Big Picture: Rebounding From The Apogee Of Small

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As you’ve probably noticed over the past 60 years, the borders of that little menswear town we call Tradsville is not wholly secure from outside influence. After all, the companies, large and small, that clothe us are in business to make a living.

While not full-blown Ivy royalty like Richard Press (grandson of Jacobi) nor self-made aristocrat like Charlie Davidson, Nick Hilton (son of Norman) is certainly a prince among trad clothiers. He’s also a talented court scribe, to continue the metaphor. Every so often he produces a piece of prose that must bear the lowly title of blog post, but the pieces are superbly written and occasionally contentious.

At the dawn of summer Hilton wrote a piece about the current state of menswear, saying it was reaching peak shrunkenness, or what he called “the apogee of small.” Since its posting Brooks Brothers has since announced it will discontinue the Thom Browne-designed Black Fleece collection, pleated pants are gradually returning to store shelves, and there is talk in the menswear media about looser, easier fit. Since fashion teeter-totters from drapey to trim, wide to narrow, it follows the laws of nature that we are witnessing the twilight of the shrunken suit and will soon begin returning in the direction of the image above, which Hilton used to accompany his piece.

He writes:

Originally they called it “natural shoulder” tailoring. The Yankee sweater-sleeve slope is, after all, perfect for sport jackets. The soft, unpadded tailoring gives a feeling and look of sportswear and follows the soft drape of the tweed. In fact the shape derives from the cloth. By the mid-70s the “updated” natural shoulder style of Polo, Arthur Richards and such lines had reduced the chest and waist of the soft-shoulder jackets so much that they became literally uncomfortable; sort of like what the trendy dudes are putting on these days.

Hilton concludes by saying that the next big thing is bigness itself — relatively speaking, that is. Head over here for the full story, and prepare to get comfortable. — CC

12 Comments on "Big Picture: Rebounding From The Apogee Of Small"

  1. Nick Holton mentions Arthur Richards brand in his article. Does anyone know anything about Arthur Richards clothing? In the early 1970s, I had an Arthur Richards 3 piece flannel suit that I bought at Britches of Georgetown on Wisconsin Ave in Georgetown, which also was a Polo RL retailer, offering Polo for men and women.

  2. I meant Hilton.

  3. What I found most interesting about the article was his suggestion that a move away from small and tight will also be a move away from soft shoulders. Why is that so (or why does he believe it to be so)? The original sack suit is soft shouldered *and* roomy – or if it is shaped, it’s still at least comfortable.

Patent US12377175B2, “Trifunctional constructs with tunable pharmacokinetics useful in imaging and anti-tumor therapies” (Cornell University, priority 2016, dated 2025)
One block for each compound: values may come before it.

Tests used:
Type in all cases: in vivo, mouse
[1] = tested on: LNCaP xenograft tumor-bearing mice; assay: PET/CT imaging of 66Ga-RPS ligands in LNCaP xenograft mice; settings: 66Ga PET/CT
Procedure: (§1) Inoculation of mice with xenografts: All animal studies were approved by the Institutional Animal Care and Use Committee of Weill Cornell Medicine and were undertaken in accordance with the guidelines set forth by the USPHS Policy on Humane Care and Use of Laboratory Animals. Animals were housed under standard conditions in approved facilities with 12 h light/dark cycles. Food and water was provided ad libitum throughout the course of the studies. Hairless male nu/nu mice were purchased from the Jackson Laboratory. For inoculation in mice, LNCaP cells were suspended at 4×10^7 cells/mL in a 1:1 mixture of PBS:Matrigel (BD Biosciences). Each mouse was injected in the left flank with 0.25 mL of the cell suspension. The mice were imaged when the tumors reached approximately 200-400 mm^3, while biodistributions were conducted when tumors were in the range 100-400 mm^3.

4. Yes, I noted the line you’re referring to. Obviously shoulder line and overall silhouette (shrunken, roomy, or in-between) are different things and not mutually exclusive.

  5. It might be useful to think about the history of men’s clothing in the 20th century.

    In the 20s, suit jackets were tight with high closures and narrow shoulders. The 30s saw the birth and popularity of the Drape cut, a much fuller, looser look than its predecessor, but not baggy. By the 50s, Drape had been transmogrified into a caricature of its former self, with exaggerated shoulders and too much fabric. Enter the late 50s and early 60s for another iteration of tight-n-skinny, followed by the Peacock excesses of the 60s and aircraft carrier lapels in the 70s. The 80s saw narrowing and tightening, until Armani lowered everything and bagginess came back. The 90s and aughts were more balanced, and then the late 00s saw a reshrinking.

    So expect a window of reasonable widths and shoulders, most probably followed by some sort of excess as the pendulum swings too far again.

  6. Back in the 1970s Frank Bober,had a collection of clothing fit for a Dandy called Arthur Richards,the fabics were beautiful. Honey colored tweeds,navy wool stretch wovens with claret colored piping on the lapel ,and black watch tartan suits.He brought excitement,I remember it being labeled Ivy Jivey. It was great.

  7. Hopefully we can find a happy medium. The picture that accompanies this article seems to avoid the excessive fabric of the 80s and 90s and the constricting suits from Browne.

  8. Jim Hunt – What is the background on Arthur Chapnik/Arthur Richards clothing & Frank Bober? Thanks

  9. “and will soon begin returning in the direction of the image above”…

    You bet?
    And if the fashion pendulum take us in the direction of 70s style very large ties and lapels,or in a neo-80s bold look?

  10. Take another look at the picture of the new Press-by-Southwick blazer–the lapel width and length. And the tie width. Certainly not Heyday narrowness.

  11. Which heyday?
    In 20s,30s and 40s lapels and ties were not very narrow as in the picture above.
    Same in early-mid 50s.

  12. We’ve always used the term heyday here to refer to the period of peak popularity, which most agree was from 1954-1967.

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